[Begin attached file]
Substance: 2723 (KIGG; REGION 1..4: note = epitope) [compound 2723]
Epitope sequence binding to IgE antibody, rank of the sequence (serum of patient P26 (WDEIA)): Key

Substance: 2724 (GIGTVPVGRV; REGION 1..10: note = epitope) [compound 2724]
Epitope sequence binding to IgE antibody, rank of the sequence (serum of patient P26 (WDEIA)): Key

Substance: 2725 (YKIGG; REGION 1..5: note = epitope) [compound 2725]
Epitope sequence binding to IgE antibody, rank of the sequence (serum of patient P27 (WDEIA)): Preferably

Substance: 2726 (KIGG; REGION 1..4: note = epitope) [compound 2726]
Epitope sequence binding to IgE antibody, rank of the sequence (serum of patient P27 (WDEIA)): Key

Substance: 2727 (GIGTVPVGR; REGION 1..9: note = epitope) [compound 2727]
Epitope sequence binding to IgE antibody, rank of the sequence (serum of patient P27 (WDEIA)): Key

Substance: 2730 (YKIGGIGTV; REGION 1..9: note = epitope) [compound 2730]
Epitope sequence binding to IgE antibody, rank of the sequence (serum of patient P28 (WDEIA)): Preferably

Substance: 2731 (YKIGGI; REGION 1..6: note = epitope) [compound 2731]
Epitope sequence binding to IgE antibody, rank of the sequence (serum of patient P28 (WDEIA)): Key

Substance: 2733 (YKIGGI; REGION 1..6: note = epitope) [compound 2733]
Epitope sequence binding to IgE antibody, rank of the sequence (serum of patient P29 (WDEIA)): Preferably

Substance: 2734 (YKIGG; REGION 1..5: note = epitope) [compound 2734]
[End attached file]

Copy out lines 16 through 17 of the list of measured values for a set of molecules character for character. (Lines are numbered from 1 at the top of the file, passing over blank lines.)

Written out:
Epitope sequence binding to IgE antibody, rank of the sequence (serum of patient P29 (WDEIA)): Preferably

Substance: 2734 (YKIGG; REGION 1..5: note = epitope) [compound 2734]